could have resisted him." But his superiori ty is not only in hil
mastery, it is in bis indifference ro his superiority, in the anonym.it)'
char he preserves. Monsieur Tesre muse remain unknown, or else be
is lose, he would lower himself co become Caesar or God ("Divin.it)'
is easy," he says with a magnificent contempt). He also docs
nothing. He pl ays at the Srock Exchange, goes often ro cafes, lives,
null and superb, in a sad room. But, doing nothing, condemned co
doing nothing, since the smallest acrion would disclose him, wb af
does his power amount co, if, conforming co the severi ty chat is its
rule, it has reality and value only insofu as it is exercised an d

Valiry and Faust

275

verified? He is Monsieur Teste only as the place of realizable


actions. and he can remain Monsieur Tesce only if he refuses to acc.
If he were r,o seek to complete himself in rhe perfection of the
banality of his Life, even in this absolutely ordinary Life that would
be his own, he could nor prevent being revealed, that is, to have
hirnse lf reco,goized as superior and thus be destroyed as such.
Monsieur Teste is nor impossible because he comprises more abil
ities than is possible for a man, bur because these abilities suppose
the reali ty of the world where they are realized with all their
consequence:s, and the distancing of the world co which they wane
to remain foreign. Pure abilities, vain abilities; real abilities, but
"eacen by the others," the whole contradiction chat animates Valery
is there, and in sum expresses itself in this little fact: Edmond Teste
does nor succeed ar preserving his incognito, and finally has a
friend and even a wife who admire him; recognized by chem, he
falls low encmgh to become one of the most famous characters of
chis rime.
Monsieur Tesre does nothing; anything he might do would be
coo much. Faust can no longer do anything, for he has exhausted
and lived all things."It is my fare to tread rhe full round of possible
opinions on all points, co know successively all castes and all
distastes, an.cl to make and unmake and remake all the knots that
are che evem:s of a life ....I no longer have an age." It is the reversal
of the cicanism symbolized by the Goechean Faust, who strives
toward the A.I], aspires co the infinite, and no bounded moment,
beautiful as it may be, can offer him resr: if he stops, he feels he is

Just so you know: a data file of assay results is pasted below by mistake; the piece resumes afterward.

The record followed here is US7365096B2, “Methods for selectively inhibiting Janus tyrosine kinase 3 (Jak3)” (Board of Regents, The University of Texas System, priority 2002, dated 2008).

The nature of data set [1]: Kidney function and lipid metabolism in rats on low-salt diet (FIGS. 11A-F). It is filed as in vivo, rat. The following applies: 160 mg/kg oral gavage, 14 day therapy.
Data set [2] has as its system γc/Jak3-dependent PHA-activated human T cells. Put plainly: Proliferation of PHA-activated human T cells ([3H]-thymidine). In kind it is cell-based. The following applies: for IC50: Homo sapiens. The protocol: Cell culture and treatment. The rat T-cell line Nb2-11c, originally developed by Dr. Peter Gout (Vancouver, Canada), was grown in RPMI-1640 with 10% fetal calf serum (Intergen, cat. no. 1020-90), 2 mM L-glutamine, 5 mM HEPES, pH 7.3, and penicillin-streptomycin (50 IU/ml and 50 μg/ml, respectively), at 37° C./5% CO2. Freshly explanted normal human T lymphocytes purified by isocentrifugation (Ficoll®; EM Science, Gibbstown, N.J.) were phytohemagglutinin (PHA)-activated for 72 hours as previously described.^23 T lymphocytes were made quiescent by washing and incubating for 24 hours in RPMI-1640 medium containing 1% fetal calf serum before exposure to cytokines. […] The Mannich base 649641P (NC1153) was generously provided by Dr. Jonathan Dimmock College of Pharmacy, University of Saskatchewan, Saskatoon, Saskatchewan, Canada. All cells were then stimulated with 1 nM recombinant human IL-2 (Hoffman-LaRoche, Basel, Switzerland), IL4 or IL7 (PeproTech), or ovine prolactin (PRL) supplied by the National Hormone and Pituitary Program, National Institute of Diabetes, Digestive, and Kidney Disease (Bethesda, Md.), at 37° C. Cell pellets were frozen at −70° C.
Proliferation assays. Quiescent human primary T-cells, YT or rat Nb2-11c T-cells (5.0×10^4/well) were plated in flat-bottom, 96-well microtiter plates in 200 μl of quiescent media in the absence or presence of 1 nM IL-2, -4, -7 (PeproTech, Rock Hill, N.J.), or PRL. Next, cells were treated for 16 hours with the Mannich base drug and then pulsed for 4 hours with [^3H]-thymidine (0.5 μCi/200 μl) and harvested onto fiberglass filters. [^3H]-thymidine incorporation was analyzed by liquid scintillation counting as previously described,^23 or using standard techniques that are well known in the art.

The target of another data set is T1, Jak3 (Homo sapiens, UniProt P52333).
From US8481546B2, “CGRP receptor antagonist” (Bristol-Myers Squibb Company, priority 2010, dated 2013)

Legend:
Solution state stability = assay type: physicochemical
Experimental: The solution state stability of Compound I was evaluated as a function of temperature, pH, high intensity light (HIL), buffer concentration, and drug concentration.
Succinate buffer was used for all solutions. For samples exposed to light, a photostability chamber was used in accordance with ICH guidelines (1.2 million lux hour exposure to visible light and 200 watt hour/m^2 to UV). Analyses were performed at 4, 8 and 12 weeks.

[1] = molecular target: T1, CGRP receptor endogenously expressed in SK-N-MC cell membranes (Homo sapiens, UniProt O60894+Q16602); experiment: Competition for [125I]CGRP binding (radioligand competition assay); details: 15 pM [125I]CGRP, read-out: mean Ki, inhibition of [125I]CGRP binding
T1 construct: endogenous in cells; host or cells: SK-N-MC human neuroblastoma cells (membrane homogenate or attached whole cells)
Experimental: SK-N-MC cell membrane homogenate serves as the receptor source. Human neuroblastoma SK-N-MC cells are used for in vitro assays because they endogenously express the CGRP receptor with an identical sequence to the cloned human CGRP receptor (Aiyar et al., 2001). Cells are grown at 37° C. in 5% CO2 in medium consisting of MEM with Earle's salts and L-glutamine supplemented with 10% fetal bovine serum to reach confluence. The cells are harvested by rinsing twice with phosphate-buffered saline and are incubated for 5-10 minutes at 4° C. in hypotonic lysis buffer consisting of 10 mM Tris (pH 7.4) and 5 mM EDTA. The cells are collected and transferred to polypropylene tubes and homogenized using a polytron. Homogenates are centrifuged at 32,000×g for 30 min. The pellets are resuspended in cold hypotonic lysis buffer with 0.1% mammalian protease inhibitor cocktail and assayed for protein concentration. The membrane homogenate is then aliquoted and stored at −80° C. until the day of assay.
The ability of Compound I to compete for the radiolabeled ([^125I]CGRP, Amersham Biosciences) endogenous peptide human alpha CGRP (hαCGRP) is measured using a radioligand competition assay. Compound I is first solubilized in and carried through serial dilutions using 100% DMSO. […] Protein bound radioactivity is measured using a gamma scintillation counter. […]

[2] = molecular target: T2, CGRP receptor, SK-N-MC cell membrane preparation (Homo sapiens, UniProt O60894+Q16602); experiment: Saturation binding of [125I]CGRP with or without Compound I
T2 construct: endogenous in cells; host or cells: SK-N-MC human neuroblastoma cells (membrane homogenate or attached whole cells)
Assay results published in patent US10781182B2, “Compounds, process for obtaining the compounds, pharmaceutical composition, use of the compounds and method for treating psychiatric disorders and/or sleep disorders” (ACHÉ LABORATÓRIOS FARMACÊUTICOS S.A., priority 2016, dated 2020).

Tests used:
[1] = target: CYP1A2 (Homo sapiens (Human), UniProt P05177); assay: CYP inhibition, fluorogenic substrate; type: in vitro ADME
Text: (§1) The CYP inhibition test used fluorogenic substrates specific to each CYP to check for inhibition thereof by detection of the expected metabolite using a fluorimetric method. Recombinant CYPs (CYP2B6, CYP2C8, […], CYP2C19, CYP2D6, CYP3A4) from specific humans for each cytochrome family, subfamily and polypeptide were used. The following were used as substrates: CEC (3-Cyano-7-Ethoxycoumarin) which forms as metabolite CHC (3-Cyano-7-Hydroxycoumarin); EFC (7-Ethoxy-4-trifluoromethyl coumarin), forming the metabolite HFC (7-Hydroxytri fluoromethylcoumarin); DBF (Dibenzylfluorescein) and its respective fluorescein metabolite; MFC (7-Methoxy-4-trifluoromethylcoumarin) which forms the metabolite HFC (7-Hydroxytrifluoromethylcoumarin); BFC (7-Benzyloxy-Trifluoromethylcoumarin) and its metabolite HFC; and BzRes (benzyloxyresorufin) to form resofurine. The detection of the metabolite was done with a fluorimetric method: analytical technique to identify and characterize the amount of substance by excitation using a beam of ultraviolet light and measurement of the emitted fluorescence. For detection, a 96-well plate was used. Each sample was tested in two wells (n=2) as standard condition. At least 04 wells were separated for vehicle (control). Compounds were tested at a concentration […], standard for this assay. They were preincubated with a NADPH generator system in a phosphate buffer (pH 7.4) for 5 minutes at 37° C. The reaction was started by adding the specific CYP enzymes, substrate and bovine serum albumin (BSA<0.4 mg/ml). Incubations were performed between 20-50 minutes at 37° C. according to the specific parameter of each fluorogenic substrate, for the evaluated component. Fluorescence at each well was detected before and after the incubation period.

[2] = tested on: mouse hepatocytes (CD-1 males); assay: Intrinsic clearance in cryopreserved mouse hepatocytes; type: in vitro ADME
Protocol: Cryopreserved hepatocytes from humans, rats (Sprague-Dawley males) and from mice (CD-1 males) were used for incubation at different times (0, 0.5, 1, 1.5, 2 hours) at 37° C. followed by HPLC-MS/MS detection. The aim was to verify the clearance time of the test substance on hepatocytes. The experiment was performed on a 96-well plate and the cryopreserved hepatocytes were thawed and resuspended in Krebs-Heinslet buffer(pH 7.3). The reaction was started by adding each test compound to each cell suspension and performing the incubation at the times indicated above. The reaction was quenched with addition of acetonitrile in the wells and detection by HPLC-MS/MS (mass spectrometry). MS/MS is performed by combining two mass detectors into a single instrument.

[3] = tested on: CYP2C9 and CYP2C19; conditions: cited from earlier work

unfaithful ro his need co be everything, and if he distances himself
from it, he suffers being unfaithful ro whatever eterni ty there also is
in whar doe:1 not last, and whatever infinite richness there is in that
which is done with. Everywhere the Universe calls him, and every
where he betrays ir; whether he renounces ir or seeks it, he finds ir
only as the boundary 01 what he cannot find. But for Valery's fa use
it 1 almost the opposite. He has had the All, infinity has been given
to him. N01: only is all that is present, present to him, bur all that
,ou ld be abi;ent. He lives, says nis young secretary, "in the intimacy
at once of tlhe nothingness and the totality of things." Ticanism is

lr l

I'

1 11) ,,

.11,

,,

I r

' Ii

i.

I II
:1

Ii

I 1l,1

1'1

1111111
I

11

II
11
'

U:

'

111

I I
III

i1ti

II

I,

.,

11

11
I

.,

'

'
Valery and Faust

Valery and Faust

thus behind him, and the only problem that remains co him, if it ia
one, is not to come forth from the finite co go coward che infinite,
but, having everything, also to have something, and while being
man ofthe Universe, still to remain someone. Vale.ry's Fausc secJq
to assure himselfofhis existence starting from the greatest richnCII
of possibilities that can be conceived.Like Saint Anselm's God, be
has, in the way ofperfections, all that it is possible co have, but he is
not sure of existing. ''That question is his soul."
In truth, ifchis uncertainty about his Life is what remains co hina
of Life, if he can live without knowing if he is still living, tbia
indecision only parcly affects him, and worries him hardly at all; he
even willingly accommodates himself co it, finally finding in his
power co be everything some compensation for the existence abow:
which he sometimes regrets being less than sure.There is regarding